Bangladesh will no longer have a constitutional provision under which the incumbent government yields to a caretaker administration of technocrats prior to an election.
The 345-member legislature passed the amendment by 291 to one, in a vote boycotted by the main opposition Bangladesh Nationalist Party (BNP) of former Prime Minister Khaleda Zia.
Last month the Supreme Court ruled that the system of interim administrations was unconstitutional.
The Bangladesh provision has been in place since the mid 1990s. I am not aware of other democracies with such a provision. Predictably, the opposition is claiming that the constitutional change is a move by Prime Minister Sheikh Hasina to rig the election due in 2013.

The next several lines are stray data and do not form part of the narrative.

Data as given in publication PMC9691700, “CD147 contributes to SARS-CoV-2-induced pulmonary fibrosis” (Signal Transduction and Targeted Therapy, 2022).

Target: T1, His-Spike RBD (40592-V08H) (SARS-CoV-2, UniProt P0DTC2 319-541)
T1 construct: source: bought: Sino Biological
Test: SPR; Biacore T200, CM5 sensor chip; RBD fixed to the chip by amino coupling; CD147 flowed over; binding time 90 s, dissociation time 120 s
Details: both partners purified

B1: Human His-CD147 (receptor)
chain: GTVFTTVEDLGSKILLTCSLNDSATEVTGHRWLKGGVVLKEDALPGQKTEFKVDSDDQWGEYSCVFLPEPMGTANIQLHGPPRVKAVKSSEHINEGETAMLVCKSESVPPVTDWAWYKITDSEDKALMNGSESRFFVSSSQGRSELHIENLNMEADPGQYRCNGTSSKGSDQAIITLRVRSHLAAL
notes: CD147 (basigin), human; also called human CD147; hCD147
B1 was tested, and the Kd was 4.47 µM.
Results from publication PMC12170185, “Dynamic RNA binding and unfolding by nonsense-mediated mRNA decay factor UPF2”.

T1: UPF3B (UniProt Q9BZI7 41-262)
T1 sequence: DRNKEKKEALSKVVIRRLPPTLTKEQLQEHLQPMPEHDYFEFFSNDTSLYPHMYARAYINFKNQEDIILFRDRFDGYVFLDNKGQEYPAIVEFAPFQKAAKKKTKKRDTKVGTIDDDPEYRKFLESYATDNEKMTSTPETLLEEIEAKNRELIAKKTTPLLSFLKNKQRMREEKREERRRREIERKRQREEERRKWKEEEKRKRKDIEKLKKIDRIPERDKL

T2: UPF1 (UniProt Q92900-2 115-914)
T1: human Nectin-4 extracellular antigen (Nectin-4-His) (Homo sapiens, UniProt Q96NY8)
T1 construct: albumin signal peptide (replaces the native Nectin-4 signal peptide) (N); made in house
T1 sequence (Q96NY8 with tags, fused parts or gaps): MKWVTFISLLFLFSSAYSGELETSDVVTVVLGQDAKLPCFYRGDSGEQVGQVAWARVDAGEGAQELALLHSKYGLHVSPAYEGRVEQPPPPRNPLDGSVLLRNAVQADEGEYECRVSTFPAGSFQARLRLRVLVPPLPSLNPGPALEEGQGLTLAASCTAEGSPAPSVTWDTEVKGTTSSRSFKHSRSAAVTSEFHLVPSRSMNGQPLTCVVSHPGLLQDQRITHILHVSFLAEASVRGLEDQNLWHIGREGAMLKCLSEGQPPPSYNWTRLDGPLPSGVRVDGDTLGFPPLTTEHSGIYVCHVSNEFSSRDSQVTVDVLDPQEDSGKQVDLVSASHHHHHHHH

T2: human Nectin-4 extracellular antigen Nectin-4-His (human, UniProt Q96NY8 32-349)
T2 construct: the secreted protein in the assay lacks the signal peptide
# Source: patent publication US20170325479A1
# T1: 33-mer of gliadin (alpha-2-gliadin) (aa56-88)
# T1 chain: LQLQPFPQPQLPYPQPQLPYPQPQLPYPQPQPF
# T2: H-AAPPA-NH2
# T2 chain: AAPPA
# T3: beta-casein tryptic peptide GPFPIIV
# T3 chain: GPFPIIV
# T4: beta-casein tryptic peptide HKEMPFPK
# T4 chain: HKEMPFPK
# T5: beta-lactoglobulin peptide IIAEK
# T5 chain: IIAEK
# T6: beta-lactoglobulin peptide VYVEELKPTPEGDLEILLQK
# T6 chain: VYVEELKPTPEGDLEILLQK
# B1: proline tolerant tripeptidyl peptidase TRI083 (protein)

Bangladesh is striking for how big its swings are. For instance, in 2008, the incumbent party lost 167 seats (out of 300 total). The scale of the swing in seats is a result of the use of FPTP; in votes the swing was 9.5 percentage points against the incumbent party. Notwithstanding the use of a “majoritarian” electoral system, without many relatively close districts seeing vote shifts in the same direction, the seat swing could not be so massive. Some earlier elections also had seen similarly large swings. I wonder if the caretaker provisions have had anything to do with the unusual scale of Bangladesh’s incumbency disadvantage in the past. If so, the opposition charges against this constitutional change may have merit.